Flies are the bane of my summer existence. I hate the way they look, the way they sound, and the way they inevitably land on my potato salad. Flies are the worst kind of pest because the constant buzzing becomes menacingly unbearable after just a few minutes outside.
They are a quick way to ruin a perfectly good picnic and keep you cooped inside all summer. Not anymore! I researched several ways to develop homemade fly traps and the results are amazing. It might not look pretty, but they are effective.
1. The Bottle Trap
This one seemed to be the most popular. Cut the top off of a bottle and flip it upside down. Fill the bottom of the container with a few inches of water and some bait. People had all sorts of opinions about what made the best bait, but generally anything sweet and smelly will work including raw meat, rotten fruit, etc. Add a few drops of dish soap to your bait to stick to the flies, and you’re all set. Put your trap outside and watch the flies collect inside the bottle. When you’re done, you can toss the entire bottle and start again.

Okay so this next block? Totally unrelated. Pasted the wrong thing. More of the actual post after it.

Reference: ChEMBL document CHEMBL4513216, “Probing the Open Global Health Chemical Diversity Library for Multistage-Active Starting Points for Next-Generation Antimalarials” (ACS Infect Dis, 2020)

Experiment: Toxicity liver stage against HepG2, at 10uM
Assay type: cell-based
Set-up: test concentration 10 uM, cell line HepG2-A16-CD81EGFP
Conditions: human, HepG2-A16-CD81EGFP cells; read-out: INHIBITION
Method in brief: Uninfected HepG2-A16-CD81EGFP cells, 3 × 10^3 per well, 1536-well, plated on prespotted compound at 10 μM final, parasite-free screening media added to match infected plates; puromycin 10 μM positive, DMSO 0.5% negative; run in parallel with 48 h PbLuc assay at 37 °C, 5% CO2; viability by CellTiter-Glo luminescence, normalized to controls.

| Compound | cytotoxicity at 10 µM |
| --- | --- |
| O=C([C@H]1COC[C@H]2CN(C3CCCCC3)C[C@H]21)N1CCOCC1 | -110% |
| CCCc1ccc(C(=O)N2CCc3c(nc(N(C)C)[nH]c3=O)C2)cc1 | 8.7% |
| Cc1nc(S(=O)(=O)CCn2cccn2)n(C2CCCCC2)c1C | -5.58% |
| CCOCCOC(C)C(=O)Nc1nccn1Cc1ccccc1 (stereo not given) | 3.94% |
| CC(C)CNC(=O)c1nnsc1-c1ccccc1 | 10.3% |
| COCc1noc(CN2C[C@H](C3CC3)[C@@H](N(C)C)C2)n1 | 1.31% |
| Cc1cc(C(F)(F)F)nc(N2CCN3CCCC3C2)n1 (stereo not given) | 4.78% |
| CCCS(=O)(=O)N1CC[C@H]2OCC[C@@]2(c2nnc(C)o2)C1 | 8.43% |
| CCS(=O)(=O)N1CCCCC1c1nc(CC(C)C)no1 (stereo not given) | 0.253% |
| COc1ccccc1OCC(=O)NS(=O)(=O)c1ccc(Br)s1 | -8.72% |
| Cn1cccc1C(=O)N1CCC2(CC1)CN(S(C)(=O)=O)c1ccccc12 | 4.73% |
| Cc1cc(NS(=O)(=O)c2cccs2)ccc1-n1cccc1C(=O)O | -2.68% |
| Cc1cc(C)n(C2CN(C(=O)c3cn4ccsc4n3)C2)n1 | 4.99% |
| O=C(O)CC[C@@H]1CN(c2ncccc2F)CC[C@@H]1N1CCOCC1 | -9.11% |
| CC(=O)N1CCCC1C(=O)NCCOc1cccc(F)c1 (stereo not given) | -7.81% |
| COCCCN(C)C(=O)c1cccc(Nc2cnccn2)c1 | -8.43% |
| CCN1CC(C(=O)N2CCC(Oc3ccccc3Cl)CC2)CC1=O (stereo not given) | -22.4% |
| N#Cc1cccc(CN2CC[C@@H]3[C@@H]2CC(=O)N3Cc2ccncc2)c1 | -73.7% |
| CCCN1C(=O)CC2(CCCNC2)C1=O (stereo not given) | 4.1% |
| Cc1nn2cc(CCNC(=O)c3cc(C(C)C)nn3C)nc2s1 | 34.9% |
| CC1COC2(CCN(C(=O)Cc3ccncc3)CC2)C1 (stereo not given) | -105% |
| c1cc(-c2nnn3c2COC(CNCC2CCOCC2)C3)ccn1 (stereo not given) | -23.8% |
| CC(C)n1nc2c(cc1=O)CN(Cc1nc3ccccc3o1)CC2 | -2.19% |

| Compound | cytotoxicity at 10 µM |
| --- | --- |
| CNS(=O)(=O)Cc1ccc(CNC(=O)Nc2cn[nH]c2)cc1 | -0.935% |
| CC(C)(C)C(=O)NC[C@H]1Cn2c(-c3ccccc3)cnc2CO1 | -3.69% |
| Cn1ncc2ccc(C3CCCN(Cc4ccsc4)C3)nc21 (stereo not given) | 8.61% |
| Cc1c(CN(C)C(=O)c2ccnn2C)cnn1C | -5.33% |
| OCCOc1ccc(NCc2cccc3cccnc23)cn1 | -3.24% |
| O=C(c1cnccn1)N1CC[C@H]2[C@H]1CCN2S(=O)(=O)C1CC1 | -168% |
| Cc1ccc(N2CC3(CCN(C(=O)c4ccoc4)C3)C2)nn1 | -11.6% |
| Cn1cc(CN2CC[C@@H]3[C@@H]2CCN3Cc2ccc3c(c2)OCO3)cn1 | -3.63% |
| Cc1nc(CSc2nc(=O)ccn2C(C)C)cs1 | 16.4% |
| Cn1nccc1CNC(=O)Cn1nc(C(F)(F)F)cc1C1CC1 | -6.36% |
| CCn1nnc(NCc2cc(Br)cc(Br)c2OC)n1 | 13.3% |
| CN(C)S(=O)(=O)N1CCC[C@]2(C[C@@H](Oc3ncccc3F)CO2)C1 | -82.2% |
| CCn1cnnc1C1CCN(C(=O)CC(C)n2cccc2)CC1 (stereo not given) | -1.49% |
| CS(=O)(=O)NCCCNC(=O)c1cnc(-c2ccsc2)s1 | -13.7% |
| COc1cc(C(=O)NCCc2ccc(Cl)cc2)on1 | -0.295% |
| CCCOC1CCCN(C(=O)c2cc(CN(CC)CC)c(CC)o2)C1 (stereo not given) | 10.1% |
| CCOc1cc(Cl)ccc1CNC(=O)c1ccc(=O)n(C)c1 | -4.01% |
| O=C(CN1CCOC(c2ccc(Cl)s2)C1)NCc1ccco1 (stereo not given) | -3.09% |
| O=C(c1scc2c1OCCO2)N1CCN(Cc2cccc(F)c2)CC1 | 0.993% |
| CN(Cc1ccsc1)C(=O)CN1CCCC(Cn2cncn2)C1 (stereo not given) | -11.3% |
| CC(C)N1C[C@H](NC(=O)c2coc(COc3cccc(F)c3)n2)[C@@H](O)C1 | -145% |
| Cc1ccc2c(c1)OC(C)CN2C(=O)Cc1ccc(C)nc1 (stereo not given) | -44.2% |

2. Shrimp in a Bottle
Of everything I saw online, this seemed to be the most effective. It is very similar to the bottle trap with one key difference: shrimp. This DIY-er from The Art of Doing Stuff used a mason jar instead of a bottle. The larger surface allowed her to use the same trap for weeks. A cone of paper helps to attract the flies and slip them into the trap. At the bottom of her jar was a few pieces of shrimp, and a little bit of water. The longer the shrimp sat in the water and the hot sun, the better the results. Stinky, but effective.
3. Money Baggie
I saw this online a few years ago and tried it with good results. You simple fill a clear baggie with a some water (1-2 cups) and add 3-4 pennies to the water. This bag can then be placed on a table or lifted and hung. The optical illusion of pennies in water seems to bug flies, and keeps them away. I love this ideas because, there is no dead bugs to clean up!
4. Cadillac Fly Trap
Over at Life Hacker they call this the Cadillac of Fly Traps and I think the name is effective. This sucker will last you all summer, but I definitely don’t want to be the one to empty out all the fly carcasses at the end. It is a basic wooden box with your choice of bait and plenty of room for the flies to collect together and leave you alone.
5. DIY Sticky Paper
Fly paper is perhaps the oldest fly trap in the book, but it’s still effective. Everyday Roots teaches you how to make your own fly sticky paper with just a few basic ingredients. This would be a great way to take care of a fly problem in your home since it doesn’t have the unsightly stench or appearance of the other trap options that are better suited for outdoors. You can also buy fly tape at your local hardware store.